The biggest real estate construction tech story last year was Katerra’s raise of $865 million to finance the company’s explosive growth. Beyond the sheer size of the funding, the investment is notable for the bet it represents on the scalability of off-site construction.
A decade ago, construction was near the bottom of the list of industries that had adopted technology in a significant way. It was a bad rap for the industry, but it also effectively threw down the gauntlet. There’s been a huge shift in the industry as construction companies realize that technology needs to be a core part of their business.
As construction companies continue to increase the amount of data they are storing digitally, it’s becoming increasingly important to be able to sort through what is valuable information that can lead to beneficial action over what is simply noise. Using the right ERP (enterprise-resource planning) platform is critical to separating the wheat from the chaff when your company profits are on the line.
When it’s time to invest in technology for your construction project, it’s essential to focus on product benefits, rather than features. Features, as we all know, can create genuine interest and “sex-appeal,” and can even be revolutionary. But a quote I heard a few years ago sets the stage perfectly: “Innovation is rewarded … execution is worshiped.”
For the past 50 years, large capital projects have relied on the science of what is known as CPM (critical path methodology) to plan and forecast project completion dates. There have been iterative improvements to CPM, such as accounting for risk in the form of generating risk-adjusted schedules, but the fundamental approach to CPM hasn’t materially changed.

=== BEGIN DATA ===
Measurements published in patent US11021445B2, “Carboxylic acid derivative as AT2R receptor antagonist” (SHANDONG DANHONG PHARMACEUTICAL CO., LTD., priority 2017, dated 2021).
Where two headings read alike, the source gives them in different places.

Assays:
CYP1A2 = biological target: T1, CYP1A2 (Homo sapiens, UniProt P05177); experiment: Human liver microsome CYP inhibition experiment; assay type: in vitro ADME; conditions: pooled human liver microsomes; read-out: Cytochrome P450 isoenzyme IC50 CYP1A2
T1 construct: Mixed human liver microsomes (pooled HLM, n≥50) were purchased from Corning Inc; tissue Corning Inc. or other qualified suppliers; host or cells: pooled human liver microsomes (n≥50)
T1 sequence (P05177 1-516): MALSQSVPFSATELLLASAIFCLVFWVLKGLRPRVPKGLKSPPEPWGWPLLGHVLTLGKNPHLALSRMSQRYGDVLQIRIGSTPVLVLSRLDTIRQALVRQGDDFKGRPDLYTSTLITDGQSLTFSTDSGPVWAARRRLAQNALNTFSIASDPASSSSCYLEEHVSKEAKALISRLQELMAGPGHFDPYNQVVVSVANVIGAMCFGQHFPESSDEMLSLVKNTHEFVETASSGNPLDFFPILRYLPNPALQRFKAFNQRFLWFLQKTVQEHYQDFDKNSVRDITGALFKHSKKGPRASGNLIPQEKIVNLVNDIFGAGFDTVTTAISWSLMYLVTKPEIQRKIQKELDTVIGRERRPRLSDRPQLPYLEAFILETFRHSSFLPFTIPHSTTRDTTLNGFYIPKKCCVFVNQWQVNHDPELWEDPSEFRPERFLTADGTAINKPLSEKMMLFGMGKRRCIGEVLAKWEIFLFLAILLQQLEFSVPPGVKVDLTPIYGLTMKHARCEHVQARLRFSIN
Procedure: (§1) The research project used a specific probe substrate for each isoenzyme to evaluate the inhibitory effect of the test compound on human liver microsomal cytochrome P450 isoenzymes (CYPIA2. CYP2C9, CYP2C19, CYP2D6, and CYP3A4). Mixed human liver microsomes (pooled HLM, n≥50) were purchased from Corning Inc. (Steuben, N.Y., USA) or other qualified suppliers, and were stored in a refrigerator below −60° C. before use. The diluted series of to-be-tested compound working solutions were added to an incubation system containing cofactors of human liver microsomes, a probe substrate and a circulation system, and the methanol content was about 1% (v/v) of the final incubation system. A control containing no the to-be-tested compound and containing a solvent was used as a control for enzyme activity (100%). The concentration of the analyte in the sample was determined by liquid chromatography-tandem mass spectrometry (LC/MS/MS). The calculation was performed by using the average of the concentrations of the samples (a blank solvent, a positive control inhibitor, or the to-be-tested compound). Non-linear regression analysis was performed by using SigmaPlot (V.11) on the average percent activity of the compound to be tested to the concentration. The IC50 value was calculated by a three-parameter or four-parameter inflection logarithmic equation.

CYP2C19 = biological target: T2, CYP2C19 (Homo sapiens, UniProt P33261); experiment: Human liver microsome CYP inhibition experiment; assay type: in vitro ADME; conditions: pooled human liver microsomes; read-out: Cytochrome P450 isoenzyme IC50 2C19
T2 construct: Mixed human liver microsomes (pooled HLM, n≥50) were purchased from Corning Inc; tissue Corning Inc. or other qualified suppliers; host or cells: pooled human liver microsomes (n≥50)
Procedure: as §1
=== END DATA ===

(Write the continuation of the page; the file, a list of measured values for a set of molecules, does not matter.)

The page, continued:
No matter your trade, we have all felt the sting of the current labor shortage. Finding skilled labor is harder than ever, which leads to the question: what can we do about it? As a construction consultant for the past 19-plus years I have seen a few things that worked and a few things that did not.
According to theoretical physicist Albert Einstein, “Everything should be made as simple as possible, but not simpler.” That prophetic statement is still pertinent today—especially when it comes to design and technology.
As practitioners in the industry know far too well, construction has a productivity problem—fueled by a high proportion of projects coming in over budget and behind schedule.
The implementation of construction-management best practices is critical to good leadership. While the construction industry is replete with academic best practices, the sad reality is that the prevailing best practices in the industry are reactive and responsive to case law.
When commissioning a project, it can be challenging to select a winning bid. You want a fair price, but can’t afford to sacrifice quality, either. As more contractors are incorporating technology in their processes, the use of digital tools is an increasingly important differentiator.